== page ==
Published online by Cambridge University Press: 11 June 2021
Among the various developments in the study of political and constitutional history in twentieth-century Britain, perhaps the most important has been the adoption of a social approach, a way of thinking about power and political negotiation that acknowledges the implication of these things in social structure and practice. Already perceptible in the work of the great nineteenth-century constitutional historians, and taken onward by the most perceptive of their successors in the early twentieth century (notably Maitland), the notion that politics, together with government and other institutions of power, must be understood as expressions of society gained ground from the 1920s and 1930s, becoming the natural basis for understanding the political element in most periods of British history. To be sure, this partly Marxian approach was challenged in some quarters, and was practised with varying degrees of refinement and emphasis, but its adoption may well explain the long survival of political history as a subject of importance in British universities. Where the French abandoned the history of politics for more than a generation, and the Americans allowed an unreformed whiggish narrative to wither away to nothing, the study of British politics and state-formation has remained lively across all periods and continues to attract historians of ability even in the new millennium.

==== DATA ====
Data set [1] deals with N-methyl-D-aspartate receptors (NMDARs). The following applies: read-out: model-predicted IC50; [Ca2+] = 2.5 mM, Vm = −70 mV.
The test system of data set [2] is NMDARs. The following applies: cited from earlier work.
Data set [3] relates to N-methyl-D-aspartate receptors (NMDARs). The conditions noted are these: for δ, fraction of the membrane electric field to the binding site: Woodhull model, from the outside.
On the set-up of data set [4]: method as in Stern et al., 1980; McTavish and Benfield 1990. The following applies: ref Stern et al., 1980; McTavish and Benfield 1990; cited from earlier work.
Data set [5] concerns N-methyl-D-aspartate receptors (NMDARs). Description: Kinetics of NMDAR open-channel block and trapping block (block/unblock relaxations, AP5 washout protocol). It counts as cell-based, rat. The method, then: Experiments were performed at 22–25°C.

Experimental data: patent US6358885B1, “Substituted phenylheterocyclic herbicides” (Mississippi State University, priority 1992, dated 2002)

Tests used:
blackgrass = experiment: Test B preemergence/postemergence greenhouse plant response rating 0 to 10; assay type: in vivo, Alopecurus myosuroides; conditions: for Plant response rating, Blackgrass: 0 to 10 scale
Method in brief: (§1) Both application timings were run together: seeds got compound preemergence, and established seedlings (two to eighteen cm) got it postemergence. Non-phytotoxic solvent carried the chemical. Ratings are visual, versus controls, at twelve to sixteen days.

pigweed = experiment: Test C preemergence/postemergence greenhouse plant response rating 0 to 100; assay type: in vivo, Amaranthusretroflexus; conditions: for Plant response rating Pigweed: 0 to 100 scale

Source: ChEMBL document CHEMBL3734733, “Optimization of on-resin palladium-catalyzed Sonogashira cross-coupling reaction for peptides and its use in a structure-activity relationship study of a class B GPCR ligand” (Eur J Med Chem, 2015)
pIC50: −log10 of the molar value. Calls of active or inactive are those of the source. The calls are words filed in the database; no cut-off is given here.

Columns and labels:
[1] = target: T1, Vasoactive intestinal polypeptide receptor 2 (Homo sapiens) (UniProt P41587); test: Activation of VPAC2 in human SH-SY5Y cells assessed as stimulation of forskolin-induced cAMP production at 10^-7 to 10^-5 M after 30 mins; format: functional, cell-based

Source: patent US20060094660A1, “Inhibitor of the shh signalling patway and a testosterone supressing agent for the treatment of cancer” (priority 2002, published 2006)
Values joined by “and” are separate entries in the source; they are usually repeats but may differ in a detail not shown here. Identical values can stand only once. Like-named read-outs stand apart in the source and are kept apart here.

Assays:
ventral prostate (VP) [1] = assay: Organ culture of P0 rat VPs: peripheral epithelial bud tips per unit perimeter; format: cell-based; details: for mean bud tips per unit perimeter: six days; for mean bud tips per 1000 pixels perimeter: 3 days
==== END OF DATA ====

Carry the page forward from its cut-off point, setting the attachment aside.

For scholars of later medieval England (or Scotland, or Wales), the leading author of this development was, of course, K. B. McFarlane: his aim to understand the history of ‘the English state’ via ‘a study of the evolution of its governing class’, as he put it in 1940, was developed in his lectures and carried forward in the work of his students, and then their students, in the 1970s and 1980s and beyond. In the mid-1990s, Richard Britnell and Tony Pollard could still say that ‘the current state of the art in the history of late medieval English politics is … McFarlane's legacy’, and anyone attempting a survey of today’s writing on the subject would be likely to take a similar view. But if the major breakthrough in the study of our subject was made in the 1940s and 1950s, that is not to say that nothing has happened since.